- US agency to seek consensus on divisive, volatile topic of security vulnerability disclosures
- Ashley Madison CEO quits, company says they're adjusting to breach
- Grsecurity will stop issuing patches citing trademark abuse
- Amazon dumps Flash, and the Web is better off
- Attention whitehats, The FTC wants you to lead new privacy, security push
Wi-Fi - News, Features, and Slideshows
I'm a big fan of working at offsite locations--meaning my local Wi-Fi-equipped coffee shop. In fact, I'll often spend the afternoon hunkered down at Panera Bread, iced tea in one hand and a French Toast bagel in the other. (It's bad form to set up shop without buying something.)
Hair-pullingly bad experiences with wireless networking have led me to formulate Snyder's First Law of Home Networking: No matter who sells you the router, you'll have at least one excruciating session with tech support before you have an Internet connection.
Network problems are the thorniest to resolve. They've been known to reduce my vocabulary to curses so strong they'd embarrass Quentin Tarantino.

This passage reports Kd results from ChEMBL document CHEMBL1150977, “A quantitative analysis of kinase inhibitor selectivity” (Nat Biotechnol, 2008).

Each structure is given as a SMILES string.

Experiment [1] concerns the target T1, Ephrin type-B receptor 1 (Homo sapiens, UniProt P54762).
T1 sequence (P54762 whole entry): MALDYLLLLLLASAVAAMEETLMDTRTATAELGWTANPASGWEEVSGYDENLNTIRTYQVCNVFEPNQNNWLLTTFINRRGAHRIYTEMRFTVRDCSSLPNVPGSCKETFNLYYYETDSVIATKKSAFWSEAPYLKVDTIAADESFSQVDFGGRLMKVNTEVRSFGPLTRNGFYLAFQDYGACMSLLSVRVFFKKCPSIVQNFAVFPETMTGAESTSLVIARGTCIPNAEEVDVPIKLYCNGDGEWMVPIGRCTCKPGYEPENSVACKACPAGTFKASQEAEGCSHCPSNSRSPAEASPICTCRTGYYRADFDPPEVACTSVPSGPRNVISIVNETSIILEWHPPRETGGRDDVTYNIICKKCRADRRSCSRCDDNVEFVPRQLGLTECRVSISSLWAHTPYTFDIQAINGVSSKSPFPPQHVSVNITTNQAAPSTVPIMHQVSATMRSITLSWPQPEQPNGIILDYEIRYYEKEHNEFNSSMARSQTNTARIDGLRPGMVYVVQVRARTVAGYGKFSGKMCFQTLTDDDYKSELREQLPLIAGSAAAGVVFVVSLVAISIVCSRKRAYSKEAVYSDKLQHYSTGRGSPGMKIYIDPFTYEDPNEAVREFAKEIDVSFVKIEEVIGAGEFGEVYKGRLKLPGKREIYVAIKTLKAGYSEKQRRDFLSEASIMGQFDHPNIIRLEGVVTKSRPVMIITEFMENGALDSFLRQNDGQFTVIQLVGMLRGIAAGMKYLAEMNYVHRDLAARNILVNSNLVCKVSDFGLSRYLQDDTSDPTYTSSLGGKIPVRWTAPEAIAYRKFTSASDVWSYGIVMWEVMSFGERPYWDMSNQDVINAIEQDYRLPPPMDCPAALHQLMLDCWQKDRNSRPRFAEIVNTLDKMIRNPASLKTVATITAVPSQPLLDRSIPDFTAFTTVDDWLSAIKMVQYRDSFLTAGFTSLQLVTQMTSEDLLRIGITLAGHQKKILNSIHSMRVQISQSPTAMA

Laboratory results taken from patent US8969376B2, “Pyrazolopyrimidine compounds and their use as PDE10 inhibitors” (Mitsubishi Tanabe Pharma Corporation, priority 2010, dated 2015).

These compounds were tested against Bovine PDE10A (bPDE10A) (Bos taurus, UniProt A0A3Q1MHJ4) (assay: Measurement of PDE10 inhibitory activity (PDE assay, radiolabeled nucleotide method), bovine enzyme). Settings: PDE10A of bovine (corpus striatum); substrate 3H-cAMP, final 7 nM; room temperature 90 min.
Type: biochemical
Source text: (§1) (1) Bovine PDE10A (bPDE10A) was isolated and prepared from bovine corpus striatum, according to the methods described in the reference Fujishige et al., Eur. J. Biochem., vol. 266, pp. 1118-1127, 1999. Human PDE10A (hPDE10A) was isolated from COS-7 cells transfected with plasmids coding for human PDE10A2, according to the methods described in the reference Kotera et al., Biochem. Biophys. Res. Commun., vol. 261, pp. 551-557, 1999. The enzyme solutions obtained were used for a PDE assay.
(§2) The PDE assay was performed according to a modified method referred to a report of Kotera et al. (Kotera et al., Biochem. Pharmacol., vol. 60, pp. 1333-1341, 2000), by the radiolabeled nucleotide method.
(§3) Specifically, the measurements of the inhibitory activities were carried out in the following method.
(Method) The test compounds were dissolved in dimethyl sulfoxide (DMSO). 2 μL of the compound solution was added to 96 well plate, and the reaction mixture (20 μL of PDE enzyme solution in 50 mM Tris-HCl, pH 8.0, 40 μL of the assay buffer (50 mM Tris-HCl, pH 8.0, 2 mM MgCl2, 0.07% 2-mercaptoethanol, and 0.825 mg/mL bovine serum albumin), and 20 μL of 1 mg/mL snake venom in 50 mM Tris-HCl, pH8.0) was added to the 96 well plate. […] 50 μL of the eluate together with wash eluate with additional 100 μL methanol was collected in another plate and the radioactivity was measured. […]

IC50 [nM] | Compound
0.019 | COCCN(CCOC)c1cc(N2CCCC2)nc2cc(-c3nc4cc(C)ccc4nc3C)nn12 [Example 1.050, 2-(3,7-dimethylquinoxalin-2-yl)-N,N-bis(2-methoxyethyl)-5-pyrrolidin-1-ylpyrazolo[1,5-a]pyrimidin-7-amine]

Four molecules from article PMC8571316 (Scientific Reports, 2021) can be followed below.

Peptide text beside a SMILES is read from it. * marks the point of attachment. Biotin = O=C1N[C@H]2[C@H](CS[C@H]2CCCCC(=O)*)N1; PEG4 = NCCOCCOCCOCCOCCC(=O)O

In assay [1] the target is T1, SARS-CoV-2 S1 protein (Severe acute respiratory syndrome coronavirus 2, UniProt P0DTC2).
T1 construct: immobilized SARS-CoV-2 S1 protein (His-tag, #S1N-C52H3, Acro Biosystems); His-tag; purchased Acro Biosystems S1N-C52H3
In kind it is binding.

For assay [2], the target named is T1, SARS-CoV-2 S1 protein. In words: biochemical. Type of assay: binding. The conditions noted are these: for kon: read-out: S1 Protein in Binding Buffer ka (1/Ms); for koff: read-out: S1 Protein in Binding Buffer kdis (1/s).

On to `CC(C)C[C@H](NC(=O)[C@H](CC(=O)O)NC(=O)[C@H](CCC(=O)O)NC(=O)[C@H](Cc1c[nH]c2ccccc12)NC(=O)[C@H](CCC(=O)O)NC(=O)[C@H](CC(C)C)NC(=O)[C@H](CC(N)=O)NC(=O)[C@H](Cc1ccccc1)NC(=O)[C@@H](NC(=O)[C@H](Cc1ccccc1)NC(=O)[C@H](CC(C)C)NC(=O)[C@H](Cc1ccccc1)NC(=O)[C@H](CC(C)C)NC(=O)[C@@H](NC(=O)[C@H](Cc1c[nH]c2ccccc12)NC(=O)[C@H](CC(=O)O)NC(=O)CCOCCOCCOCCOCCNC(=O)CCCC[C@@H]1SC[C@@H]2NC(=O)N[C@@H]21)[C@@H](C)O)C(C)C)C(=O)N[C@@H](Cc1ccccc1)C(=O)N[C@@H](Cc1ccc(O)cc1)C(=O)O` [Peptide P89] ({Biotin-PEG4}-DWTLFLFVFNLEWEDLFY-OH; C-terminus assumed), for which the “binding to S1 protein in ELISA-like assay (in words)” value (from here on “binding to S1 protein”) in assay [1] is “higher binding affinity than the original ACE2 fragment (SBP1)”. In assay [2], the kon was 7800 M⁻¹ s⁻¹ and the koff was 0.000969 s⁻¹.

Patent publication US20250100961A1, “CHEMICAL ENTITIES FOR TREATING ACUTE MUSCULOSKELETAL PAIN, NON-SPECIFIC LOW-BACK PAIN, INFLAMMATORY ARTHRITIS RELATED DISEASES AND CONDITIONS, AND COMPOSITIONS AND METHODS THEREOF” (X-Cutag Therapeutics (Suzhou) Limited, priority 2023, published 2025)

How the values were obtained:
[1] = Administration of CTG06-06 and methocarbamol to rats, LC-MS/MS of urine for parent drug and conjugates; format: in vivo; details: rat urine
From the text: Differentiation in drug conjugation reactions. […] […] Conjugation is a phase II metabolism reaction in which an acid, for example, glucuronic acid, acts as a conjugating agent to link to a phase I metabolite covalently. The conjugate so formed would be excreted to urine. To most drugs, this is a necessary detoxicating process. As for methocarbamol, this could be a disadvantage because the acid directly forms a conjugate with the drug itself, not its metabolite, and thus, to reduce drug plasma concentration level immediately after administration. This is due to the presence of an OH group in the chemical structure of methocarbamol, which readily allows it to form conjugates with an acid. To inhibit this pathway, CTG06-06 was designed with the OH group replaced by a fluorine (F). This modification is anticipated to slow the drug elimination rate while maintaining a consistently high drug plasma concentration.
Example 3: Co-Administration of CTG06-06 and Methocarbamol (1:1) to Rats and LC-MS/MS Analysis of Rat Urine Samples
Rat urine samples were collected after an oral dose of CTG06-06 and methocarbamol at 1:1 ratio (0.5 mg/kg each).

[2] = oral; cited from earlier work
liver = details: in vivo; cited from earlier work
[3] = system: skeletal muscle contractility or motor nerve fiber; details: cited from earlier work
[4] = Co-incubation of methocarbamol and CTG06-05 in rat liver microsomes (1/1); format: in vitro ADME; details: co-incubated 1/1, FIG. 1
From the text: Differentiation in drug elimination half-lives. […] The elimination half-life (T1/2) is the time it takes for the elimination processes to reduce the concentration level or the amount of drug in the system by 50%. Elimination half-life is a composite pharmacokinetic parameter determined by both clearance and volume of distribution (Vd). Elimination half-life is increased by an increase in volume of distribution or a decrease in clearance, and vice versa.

<a href="http://www.pcworld.com/tags/Google+Latitude.html">Google Latitude</a> is a useful--if slightly <a href="http://www.pcworld.com/businesscenter/article/158985/privacy_lobby_slams_google_latitude.html">creepy</a>--way to track your location on a mobile phone or GPS laptop. But you can get roughly the same sense of fleeting privacy on any old Wi-Fi PC; Google Latitude automatically pegged me within about 100 feet of my ground-floor office on GPS-free laptop.
- Staples Technology Solutions hosts Western Australia ICT summit (+5 photos)
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- Inabox Group suffers $351,000 in losses after tax for FY15
- CSIRO AND NICTA collaborate for digital research powerhouse
- Mobotix A/NZ hires new business development manager